I've enjoyed reading your column so I hope you can help me. I have 2 kids, ages 8 (boy) and 10 (girl). They generally get along but, of course, sometimes fight. My daughter can be very mean to my son in the usual ways (e.g., telling me she wishes she were an only child). He doesn't say this kind of thing to her, but sometimes he will respond by hitting her.
What's new is that now my daughter will sometimes go into extended soliloquies of, "You don't love me, nobody in this family appreciates me, I'm going to run away and you won't miss me," and then she hides under a blanket and cries. I'm just wondering what the best way to react is. Should I ignore this? Or try to comfort her? Provide her with evidence to prove what she's feeling isn't true? Or just tell her we can talk when she's calmed down? I remember feeling the same way when I was a kid, and I recall my mother saying to me "stop feeling sorry for yourself." But times have changed and maybe I should be reacting differently than my own mom. Any advice would be appreciated.
From: Somervillle Mom
Dear Somerville Mom,
Boy, yes, I can remember feeling that way, too. Sigh. Some things never change! Except, as you say, maybe the way we react. I didn't find my mother's response particularly comforting, and I suspect you didn't, either. I'd like to think our generation's more psychologically-minded responses are more helpful but, just to be sure, I consulted with psychologist Sharon Lamb of UMass Boston. She's the author of "The Secret Lives of Girls," one of my go-to books.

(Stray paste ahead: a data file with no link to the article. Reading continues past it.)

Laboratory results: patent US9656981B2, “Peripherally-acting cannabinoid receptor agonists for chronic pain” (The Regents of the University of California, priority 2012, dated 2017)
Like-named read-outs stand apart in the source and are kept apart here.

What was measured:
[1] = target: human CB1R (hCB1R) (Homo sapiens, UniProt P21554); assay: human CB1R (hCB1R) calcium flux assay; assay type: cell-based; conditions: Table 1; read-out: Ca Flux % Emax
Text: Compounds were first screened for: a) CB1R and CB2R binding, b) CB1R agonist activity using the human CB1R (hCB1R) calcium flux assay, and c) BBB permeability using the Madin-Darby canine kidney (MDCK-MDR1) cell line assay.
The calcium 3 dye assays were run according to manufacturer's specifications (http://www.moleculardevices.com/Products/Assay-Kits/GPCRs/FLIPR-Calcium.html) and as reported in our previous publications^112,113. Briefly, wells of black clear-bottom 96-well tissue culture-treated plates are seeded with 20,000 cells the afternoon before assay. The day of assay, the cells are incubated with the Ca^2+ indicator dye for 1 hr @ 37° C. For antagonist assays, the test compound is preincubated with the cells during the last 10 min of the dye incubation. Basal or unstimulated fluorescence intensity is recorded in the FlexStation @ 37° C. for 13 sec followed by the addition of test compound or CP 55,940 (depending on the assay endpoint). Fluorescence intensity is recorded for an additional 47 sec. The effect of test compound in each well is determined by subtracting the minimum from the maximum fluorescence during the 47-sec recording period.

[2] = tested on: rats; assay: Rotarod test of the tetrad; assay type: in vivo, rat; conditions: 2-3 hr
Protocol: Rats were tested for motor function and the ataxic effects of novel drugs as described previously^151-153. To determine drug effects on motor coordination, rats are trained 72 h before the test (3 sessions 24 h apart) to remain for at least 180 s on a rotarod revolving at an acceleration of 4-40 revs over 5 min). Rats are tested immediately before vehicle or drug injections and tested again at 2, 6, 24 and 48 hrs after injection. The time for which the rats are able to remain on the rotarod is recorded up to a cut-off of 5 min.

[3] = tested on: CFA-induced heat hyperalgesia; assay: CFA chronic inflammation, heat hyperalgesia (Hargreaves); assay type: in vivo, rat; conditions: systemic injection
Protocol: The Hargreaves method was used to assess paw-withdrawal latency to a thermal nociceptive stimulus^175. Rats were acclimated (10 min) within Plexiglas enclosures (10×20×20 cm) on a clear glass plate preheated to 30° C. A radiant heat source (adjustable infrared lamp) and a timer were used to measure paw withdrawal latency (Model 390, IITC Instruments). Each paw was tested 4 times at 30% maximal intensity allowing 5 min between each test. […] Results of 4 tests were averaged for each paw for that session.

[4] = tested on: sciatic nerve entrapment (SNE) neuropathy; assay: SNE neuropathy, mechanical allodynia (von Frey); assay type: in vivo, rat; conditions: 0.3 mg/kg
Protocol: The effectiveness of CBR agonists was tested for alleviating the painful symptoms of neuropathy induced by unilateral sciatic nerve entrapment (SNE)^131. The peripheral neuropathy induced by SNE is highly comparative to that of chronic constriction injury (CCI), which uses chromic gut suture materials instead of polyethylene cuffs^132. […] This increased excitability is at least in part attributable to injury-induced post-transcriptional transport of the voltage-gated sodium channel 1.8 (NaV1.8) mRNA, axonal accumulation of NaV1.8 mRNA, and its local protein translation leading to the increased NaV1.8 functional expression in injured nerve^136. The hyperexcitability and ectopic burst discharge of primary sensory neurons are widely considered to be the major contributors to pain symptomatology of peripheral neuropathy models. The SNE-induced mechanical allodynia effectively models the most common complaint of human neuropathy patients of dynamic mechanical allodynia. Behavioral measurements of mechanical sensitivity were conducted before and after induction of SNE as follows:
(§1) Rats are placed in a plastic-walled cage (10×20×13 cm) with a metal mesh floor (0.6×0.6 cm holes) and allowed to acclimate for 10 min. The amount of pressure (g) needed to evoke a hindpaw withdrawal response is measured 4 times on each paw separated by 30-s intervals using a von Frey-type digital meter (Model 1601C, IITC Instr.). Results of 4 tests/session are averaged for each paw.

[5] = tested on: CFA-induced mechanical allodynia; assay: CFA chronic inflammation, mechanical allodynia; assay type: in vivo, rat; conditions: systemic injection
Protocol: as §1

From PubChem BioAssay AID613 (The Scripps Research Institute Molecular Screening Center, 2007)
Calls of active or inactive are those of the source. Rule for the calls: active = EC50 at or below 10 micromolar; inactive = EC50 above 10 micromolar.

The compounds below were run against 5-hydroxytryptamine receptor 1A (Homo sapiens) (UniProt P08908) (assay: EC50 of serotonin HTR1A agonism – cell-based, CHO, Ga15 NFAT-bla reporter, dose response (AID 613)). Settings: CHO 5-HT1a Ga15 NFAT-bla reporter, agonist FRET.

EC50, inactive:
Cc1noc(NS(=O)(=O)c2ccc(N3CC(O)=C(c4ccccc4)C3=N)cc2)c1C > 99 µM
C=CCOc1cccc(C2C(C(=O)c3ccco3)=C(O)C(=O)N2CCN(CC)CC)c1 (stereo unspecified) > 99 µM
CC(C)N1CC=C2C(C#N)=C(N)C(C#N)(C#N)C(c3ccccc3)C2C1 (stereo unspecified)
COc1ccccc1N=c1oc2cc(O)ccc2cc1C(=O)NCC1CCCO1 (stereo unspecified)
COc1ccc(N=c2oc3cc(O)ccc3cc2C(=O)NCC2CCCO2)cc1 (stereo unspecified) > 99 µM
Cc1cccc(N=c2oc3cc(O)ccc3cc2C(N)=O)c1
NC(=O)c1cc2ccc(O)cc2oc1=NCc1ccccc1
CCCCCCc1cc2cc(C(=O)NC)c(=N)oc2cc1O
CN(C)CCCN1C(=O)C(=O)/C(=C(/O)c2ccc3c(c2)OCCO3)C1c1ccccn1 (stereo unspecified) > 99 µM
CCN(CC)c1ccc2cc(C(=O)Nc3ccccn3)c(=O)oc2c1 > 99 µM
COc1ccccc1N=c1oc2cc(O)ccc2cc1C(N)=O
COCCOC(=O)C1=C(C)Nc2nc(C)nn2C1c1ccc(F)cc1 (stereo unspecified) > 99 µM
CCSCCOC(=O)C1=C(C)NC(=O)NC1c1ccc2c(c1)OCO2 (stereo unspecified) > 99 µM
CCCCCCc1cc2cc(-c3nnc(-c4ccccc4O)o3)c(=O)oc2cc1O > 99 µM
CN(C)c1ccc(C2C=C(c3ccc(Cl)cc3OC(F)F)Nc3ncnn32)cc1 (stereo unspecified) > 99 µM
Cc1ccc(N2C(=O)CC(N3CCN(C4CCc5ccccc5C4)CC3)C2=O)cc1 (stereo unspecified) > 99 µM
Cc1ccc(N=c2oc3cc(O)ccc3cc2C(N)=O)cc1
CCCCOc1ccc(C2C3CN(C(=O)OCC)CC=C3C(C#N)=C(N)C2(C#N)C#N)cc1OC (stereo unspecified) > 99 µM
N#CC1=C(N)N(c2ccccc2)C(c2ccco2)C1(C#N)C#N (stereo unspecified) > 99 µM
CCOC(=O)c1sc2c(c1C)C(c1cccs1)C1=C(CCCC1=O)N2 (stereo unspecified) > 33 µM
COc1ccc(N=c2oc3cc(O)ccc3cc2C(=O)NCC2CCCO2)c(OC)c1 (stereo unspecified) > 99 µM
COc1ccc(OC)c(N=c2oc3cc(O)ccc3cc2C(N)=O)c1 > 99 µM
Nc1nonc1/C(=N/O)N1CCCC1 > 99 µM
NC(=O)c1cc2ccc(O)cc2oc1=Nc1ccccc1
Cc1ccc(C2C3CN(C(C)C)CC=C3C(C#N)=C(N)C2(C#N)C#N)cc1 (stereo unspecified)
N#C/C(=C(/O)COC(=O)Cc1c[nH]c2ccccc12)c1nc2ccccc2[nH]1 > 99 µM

"I would reassure this mom that she’s thinking along the right tracks," Lamb writes in an email.
Here's the "put yourself in her shoes" developmental/psychological thinking that she and I agree on about your daughter:
When she goes through her soliloquy, she's not thinking that you don't love her. More likely, she having a whole bunch of thoughts that boil down to: "Why would anybody love me!?" Sometimes this is puberty-driven/hormonal, sometimes it has to do with the mean and nastiness that girls this age can inflict on each other.
Even if reassuring her that you do love her doesn't feel like it helps, do it anyway. It does help; she needs to hear it. You can also point out all the tangible reasons that make her someone you love (as opposed to the intangible one that you love her unconditionally because she's your daughter) because those qualities are the ones that can reassure (remind) her that she is a person of worth. Be as specific as you can be: "I love you because you are someone who is creative; who is kind to animals; who is brave enough to run right into the ocean instead of going in inch by inch" ... etc.
What's also helpful is to not just dismiss her concern. Ask her what makes her think she's unlovable or unhappy (even though those aren't the words she's using), by listening to her feelings -- about her brother, about her friends, school.
I love this thought from Lamb: "I also have to remind you that moms are like teddy bears – when things go wrong in life, we bop them around – because they’re there!"
Generally, these feelings and reactions of your daughter's will come and go; that is, there will be periods of time when she seems like her old self. If they persist without relent, Lamb says, "I would definitely try some therapy."
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